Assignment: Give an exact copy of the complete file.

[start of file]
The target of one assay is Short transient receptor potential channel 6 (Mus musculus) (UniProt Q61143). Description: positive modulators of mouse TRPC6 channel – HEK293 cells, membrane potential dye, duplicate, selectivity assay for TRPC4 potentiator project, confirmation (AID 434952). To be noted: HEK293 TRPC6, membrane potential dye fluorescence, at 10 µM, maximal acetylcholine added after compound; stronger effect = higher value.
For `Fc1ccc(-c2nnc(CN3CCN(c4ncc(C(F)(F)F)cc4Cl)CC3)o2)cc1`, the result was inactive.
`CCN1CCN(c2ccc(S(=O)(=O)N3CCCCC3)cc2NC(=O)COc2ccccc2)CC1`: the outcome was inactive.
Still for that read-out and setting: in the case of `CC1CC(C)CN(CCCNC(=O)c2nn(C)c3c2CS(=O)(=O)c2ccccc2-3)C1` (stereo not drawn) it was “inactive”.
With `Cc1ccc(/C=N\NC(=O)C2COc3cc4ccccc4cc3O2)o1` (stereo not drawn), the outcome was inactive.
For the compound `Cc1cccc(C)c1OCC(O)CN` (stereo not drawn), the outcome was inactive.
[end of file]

The target of one assay is Short transient receptor potential channel 6 (Mus musculus) (UniProt Q61143). Description: positive modulators of mouse TRPC6 channel – HEK293 cells, membrane potential dye, duplicate, selectivity assay for TRPC4 potentiator project, confirmation (AID 434952). To be noted: HEK293 TRPC6, membrane potential dye fluorescence, at 10 µM, maximal acetylcholine added after compound; stronger effect = higher value.
For `Fc1ccc(-c2nnc(CN3CCN(c4ncc(C(F)(F)F)cc4Cl)CC3)o2)cc1`, the result was inactive.
`CCN1CCN(c2ccc(S(=O)(=O)N3CCCCC3)cc2NC(=O)COc2ccccc2)CC1`: the outcome was inactive.
Still for that read-out and setting: in the case of `CC1CC(C)CN(CCCNC(=O)c2nn(C)c3c2CS(=O)(=O)c2ccccc2-3)C1` (stereo not drawn) it was “inactive”.
With `Cc1ccc(/C=N\NC(=O)C2COc3cc4ccccc4cc3O2)o1` (stereo not drawn), the outcome was inactive.
For the compound `Cc1cccc(C)c1OCC(O)CN` (stereo not drawn), the outcome was inactive.